There are many things people at risk for COPD can do:
COPD inhalers are used as a part of COPD treatment. The inhalers have either a single medication or a combination of medications in one inhaler such as a bronchodilator, a corticosteroid, a combination of bronchodilators or a combination of bronchodilator and corticosteroid. Here are few brand names as follows: Advair, Symbicort, Pulmicort, Spiriva, Proventil, Atrovent and Combivent.
Signs and Symptoms:
Severe COPD can cause other symptoms, such as swelling in your ankles, feet, or legs weight loss and lower muscle endurance.
Your doctor will diagnose COPD based on your signs, symptoms, you medical history and your test results.
The most important treatment if you are a smoker is to stop smoking immediately. Your healthcare provider may prescribe medicines that widen the breathing tubes (bronchodilators), reduce swelling in the breathing tubes (anti-inflammatory drugs) or treat infection (antibiotics).
Aerosol Therapy: Aerosol therapy is the process of dispensing particles of medication in a fine spray or mist by way of a nebulizer or inhaler. The medications frequently used during this process are bronchodilators.
Oxygen Therapy: Supplemental oxygen therapy is often helpful to people who have a low level of oxygen in their blood. You will need to be assessed first by a respiratory medicine specialist who will test your lung function to see if you would benefit from oxygen therapy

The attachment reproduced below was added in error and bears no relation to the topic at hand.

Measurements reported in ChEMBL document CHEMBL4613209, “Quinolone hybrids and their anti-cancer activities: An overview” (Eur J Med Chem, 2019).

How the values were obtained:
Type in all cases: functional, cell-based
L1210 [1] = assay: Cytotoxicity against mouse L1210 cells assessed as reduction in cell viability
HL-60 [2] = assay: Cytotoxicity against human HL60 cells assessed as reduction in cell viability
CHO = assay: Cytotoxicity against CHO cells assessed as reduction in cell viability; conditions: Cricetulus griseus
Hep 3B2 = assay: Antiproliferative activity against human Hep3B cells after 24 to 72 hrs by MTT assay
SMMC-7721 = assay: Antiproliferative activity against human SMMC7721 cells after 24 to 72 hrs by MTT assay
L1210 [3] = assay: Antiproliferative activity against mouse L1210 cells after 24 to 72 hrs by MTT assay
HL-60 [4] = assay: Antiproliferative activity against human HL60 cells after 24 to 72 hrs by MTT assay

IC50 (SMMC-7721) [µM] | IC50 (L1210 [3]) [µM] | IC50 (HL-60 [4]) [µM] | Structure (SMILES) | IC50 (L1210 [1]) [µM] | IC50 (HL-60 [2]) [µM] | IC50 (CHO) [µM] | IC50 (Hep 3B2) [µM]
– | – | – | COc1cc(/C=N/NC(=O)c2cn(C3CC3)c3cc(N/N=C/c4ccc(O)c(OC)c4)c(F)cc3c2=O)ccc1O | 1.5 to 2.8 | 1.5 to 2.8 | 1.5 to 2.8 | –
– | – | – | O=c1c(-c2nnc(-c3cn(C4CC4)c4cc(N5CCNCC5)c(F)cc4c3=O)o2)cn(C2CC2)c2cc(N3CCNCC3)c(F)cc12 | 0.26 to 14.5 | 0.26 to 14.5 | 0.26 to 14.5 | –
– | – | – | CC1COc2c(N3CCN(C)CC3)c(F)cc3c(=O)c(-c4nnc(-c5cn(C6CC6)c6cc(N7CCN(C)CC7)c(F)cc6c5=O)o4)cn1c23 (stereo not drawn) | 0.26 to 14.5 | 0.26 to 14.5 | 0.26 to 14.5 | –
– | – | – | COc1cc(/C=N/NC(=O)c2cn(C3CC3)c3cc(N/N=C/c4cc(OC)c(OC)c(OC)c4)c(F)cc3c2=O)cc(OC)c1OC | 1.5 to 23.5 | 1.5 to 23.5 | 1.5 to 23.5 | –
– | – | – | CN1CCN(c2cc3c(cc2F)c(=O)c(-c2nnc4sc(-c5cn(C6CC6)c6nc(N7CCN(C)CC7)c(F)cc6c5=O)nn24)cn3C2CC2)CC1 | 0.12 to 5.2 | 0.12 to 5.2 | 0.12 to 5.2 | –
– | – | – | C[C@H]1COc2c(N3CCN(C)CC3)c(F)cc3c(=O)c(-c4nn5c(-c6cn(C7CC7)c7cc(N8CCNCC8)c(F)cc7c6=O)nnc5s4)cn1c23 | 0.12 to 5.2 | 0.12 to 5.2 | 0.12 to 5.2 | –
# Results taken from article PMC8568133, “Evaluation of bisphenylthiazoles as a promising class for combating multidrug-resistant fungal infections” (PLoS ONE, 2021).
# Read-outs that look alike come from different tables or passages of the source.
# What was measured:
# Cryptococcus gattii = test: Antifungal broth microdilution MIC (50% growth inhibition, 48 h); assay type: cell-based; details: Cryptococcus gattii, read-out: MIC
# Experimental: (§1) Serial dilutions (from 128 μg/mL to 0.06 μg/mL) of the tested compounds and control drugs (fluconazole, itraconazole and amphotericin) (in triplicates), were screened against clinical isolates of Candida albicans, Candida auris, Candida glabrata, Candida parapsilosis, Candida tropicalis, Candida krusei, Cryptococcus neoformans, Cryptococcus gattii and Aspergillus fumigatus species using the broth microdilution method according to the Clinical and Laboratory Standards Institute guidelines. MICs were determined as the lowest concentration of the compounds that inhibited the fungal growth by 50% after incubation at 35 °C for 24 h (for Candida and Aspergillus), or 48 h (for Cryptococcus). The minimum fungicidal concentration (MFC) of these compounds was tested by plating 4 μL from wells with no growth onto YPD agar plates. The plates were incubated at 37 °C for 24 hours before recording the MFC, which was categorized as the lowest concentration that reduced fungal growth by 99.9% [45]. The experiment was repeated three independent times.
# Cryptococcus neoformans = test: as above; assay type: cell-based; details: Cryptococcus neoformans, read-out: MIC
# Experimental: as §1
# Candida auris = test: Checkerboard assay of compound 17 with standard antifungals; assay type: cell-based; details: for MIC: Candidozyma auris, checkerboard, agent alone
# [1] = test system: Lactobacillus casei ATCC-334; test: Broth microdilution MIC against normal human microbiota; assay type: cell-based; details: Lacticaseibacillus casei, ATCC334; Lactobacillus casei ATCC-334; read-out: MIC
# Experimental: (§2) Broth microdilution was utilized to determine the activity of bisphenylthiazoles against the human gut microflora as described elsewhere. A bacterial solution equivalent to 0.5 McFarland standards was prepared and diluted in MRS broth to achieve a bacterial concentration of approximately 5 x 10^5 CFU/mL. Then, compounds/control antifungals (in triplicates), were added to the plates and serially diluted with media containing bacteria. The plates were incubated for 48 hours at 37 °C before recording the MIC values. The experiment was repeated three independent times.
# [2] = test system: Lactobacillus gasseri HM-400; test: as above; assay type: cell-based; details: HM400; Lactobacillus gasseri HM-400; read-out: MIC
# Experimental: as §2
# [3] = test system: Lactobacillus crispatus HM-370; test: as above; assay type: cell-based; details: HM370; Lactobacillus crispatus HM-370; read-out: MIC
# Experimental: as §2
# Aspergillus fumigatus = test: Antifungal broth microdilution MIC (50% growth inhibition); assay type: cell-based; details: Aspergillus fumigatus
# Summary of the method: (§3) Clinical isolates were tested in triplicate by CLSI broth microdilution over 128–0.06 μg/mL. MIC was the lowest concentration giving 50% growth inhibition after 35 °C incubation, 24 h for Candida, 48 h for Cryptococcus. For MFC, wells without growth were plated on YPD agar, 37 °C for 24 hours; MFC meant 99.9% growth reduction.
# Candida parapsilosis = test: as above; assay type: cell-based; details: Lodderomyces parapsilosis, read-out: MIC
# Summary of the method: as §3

COPD is chronic obstructive pulmonary disease. COPD is a long-term lung disease often caused by smoking. People with COPD have difficulties breathing, primarily due to the narrowing of their airways, called airflow obstruction.
Typical symptoms of COPD include: increasing breathlessness when active, a persistent cough with phlegm and frequent chest infections. It usually affects people over the age of 35, although most people are not diagnosed until they are in their fifties. COPD is usually diagnosed after a consultation with your doctor, which may be followed by breathing tests.
COPD, Chronic Obstructive Pulmonary Disease
COPD is the 3rd leading cause of death in the United States and a serious lung disease that over time makes it hard to breathe. You may have heard COPD called other names, like emphysema or chronic bronchitis. In people who have COPD, the airways—tubes that carry air in and out of your lungs—are partly blocked, which makes it hard to get air in and out.
Symptoms of COPD include:
When COPD is severe, shortness of breath and other symptoms can get in the way of doing even the most basic tasks, such as doing light housework, taking a walk, and even bathing and getting dressed. COPD develops slowly, and can worsen over time, so be sure to report any symptoms you might have to your doctor or healthcare provider as soon as possible, no matter how mild they may seem.
Most people who are at risk for getting COPD have never even heard of it and, in many cases, don’t even realize that the condition has a name. Some of the things that put you at risk for COPD include:
Everyone at risk for COPD who has a cough, sputum production or shortness of breath, should be tested for the disease. The test for COPD is called spirometry. Spirometry can detect COPD before symptoms become severe. It is a simple, noninvasive breathing test that measures the amount of air a person can blow out of the lungs (volume) and how fast he or she can blow it out (flow). Based on this test, your doctor or healthcare provider can tell if you have COPD, and if so, how severe it is. The spirometry reading can help determine the best course of treatment.
Dr. Rakesh Gupta M.D
Director of Sleep Disorders Center, Providence, RI.